No, it's taxed as if it is capital gains, which have different rates to earnings because they are gains and not income.
    Originally posted by bowlhead99
    Thanks for the information about X4 requirement only applicable if you are required to fill out a return.
    • OPENSPACES
    • By OPENSPACES 25th Aug 17, 1:59 PM
    • 42 Posts
    • 5 Thanks
    OPENSPACES
    I suppose the question is why do they want to know it. I suppose it just a ruse to find out how much money you have tucked away
    • Previn
    • By Previn 25th Aug 17, 5:33 PM
    • 224 Posts
    • 134 Thanks
    Previn
    Re the 4* reporting threshold... This link suggests it has to be reported whether self assessment is completed or not....

    https://www.gov.uk/capital-gains-tax/work-out-need-to-pay
    • bowlhead99
    • By bowlhead99 25th Aug 17, 9:23 PM
    • 6,873 Posts
    • 12,378 Thanks
    bowlhead99
    It does suggest that, yes. However, the Gov UK website is dumbed down in the interests of simplicity and at the end of the day, HMRC would prefer to receive more information than less, so it's in their interest for such pages to make readers err on the side of caution. Whereas, bowlhead99 is rarely wrong.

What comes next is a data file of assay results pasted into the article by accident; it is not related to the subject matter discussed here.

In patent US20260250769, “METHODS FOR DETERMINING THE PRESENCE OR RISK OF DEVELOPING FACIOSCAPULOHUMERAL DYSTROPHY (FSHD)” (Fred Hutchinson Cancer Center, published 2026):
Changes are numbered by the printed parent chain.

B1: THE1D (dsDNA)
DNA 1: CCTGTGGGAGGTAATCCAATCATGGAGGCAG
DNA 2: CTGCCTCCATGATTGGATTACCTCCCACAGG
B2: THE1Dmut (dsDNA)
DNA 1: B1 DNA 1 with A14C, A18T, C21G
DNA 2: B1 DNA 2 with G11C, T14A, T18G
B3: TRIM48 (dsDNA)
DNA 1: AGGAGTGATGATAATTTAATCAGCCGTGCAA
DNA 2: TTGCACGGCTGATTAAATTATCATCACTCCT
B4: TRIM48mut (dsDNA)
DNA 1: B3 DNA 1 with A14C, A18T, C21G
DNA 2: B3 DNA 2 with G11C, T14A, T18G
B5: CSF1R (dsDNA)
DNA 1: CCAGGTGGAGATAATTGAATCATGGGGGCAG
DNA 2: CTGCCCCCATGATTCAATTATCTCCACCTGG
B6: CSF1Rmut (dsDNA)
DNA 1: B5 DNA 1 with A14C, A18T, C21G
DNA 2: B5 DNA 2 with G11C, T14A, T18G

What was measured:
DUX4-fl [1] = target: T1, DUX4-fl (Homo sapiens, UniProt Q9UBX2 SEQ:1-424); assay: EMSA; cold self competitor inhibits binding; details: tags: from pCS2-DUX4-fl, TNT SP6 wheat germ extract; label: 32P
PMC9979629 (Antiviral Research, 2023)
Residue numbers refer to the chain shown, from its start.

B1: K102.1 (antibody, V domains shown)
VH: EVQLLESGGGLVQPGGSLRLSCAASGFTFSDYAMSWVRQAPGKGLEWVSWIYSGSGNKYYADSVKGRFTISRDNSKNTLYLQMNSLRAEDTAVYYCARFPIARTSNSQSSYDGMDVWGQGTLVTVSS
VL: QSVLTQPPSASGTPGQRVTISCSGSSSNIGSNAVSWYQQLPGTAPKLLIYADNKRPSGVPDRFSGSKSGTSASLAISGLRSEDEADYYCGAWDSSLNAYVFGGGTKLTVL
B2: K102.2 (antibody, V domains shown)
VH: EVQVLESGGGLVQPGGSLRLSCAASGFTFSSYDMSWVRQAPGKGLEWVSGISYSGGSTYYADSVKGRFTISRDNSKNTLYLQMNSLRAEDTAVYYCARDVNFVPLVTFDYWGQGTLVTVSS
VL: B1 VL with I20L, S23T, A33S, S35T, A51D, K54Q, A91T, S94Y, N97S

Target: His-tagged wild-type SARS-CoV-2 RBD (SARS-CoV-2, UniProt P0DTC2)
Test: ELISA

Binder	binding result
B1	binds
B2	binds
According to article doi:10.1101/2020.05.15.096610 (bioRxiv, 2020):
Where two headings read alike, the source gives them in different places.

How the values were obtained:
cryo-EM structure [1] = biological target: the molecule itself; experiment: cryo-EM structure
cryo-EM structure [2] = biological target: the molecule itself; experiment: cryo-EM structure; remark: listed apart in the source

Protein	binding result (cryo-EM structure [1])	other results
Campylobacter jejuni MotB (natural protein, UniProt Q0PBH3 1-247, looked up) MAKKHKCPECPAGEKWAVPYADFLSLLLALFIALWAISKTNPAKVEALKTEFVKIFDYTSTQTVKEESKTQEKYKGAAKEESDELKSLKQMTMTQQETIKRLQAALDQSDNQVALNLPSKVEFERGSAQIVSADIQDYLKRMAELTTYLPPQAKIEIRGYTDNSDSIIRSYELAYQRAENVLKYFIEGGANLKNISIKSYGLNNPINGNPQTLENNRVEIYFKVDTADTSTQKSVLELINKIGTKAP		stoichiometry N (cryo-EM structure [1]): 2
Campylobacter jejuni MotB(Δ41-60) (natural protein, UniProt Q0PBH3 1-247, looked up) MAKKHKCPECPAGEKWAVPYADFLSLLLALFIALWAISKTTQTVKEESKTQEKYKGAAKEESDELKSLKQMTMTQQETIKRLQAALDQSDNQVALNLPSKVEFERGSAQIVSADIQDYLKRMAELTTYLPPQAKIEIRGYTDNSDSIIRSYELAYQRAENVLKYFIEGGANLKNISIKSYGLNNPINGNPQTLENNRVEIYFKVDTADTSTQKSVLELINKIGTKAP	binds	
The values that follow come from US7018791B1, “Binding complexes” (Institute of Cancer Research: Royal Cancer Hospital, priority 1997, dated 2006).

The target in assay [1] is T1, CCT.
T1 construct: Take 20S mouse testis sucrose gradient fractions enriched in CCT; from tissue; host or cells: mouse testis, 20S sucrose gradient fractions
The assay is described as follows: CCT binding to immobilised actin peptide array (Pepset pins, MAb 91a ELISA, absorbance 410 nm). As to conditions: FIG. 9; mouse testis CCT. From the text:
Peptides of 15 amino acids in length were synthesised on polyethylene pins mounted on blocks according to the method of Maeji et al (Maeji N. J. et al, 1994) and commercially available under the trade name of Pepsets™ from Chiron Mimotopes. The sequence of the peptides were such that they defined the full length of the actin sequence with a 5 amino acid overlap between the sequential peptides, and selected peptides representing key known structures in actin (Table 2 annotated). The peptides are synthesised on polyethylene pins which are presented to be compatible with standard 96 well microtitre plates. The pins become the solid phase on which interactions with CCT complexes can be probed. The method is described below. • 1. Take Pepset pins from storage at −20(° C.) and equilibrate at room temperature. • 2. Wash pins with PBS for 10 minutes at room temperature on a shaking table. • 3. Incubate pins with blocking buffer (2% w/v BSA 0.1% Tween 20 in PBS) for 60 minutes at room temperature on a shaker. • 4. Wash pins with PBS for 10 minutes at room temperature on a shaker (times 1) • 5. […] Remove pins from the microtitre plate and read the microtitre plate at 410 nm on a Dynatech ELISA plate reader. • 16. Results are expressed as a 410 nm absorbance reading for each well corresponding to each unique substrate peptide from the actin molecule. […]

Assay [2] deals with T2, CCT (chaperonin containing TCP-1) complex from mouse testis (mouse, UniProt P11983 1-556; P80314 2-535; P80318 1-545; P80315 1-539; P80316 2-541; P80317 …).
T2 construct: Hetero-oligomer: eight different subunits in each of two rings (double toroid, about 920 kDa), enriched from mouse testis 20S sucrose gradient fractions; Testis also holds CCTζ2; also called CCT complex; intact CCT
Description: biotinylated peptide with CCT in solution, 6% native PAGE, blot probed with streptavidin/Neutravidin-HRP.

If you go back to the underlying law:

    Taxes Management Act 1970 section 8 gives HMRC broad powers to require people to do a tax return.

    Taxation of Chargeable Gains Act 1992 refers to reporting limits in section 3A - which you won't find in the original version of the 1992 act on legislation.gov.uk, but it was added after Section 3 by the Finance Act 2003 (Schedule 28, Part 1, "Reporting Limits", which is on that site).

    This states that where in the case of an individual:

    (a) the amount of Chargeable Gains accruing to him in any year of assessment does not exceed the exempt amount for that year, and
    (b) the aggregate amount or value of the consideration for all chargeable disposals of assets made by him in that year does not exceed for times the exempt amount for that year,

    a statement to that effect is sufficient compliance with so much of any notice under section 8 of the Management Act as requires information for the purposes of establishing the amount in which he is chargeable to capital gains tax for that year.